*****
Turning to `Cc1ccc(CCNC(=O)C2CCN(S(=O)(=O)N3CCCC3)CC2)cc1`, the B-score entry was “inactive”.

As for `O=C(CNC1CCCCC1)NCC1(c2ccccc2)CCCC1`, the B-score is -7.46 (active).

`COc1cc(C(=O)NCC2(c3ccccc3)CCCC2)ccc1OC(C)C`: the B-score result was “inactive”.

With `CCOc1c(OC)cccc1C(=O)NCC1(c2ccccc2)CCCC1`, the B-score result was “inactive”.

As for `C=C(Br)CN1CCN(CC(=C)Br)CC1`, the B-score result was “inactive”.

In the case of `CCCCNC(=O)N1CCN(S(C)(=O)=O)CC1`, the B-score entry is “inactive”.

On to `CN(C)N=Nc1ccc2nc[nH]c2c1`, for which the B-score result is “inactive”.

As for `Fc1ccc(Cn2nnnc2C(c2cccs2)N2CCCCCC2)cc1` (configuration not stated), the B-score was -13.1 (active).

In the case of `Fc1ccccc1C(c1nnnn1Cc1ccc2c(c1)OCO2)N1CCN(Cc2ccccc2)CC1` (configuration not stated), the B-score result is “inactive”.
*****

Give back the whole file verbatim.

Turning to `Cc1ccc(CCNC(=O)C2CCN(S(=O)(=O)N3CCCC3)CC2)cc1`, the B-score entry was “inactive”.

As for `O=C(CNC1CCCCC1)NCC1(c2ccccc2)CCCC1`, the B-score is -7.46 (active).

`COc1cc(C(=O)NCC2(c3ccccc3)CCCC2)ccc1OC(C)C`: the B-score result was “inactive”.

With `CCOc1c(OC)cccc1C(=O)NCC1(c2ccccc2)CCCC1`, the B-score result was “inactive”.

As for `C=C(Br)CN1CCN(CC(=C)Br)CC1`, the B-score result was “inactive”.

In the case of `CCCCNC(=O)N1CCN(S(C)(=O)=O)CC1`, the B-score entry is “inactive”.

On to `CN(C)N=Nc1ccc2nc[nH]c2c1`, for which the B-score result is “inactive”.

As for `Fc1ccc(Cn2nnnc2C(c2cccs2)N2CCCCCC2)cc1` (configuration not stated), the B-score was -13.1 (active).

In the case of `Fc1ccccc1C(c1nnnn1Cc1ccc2c(c1)OCO2)N1CCN(Cc2ccccc2)CC1` (configuration not stated), the B-score result is “inactive”.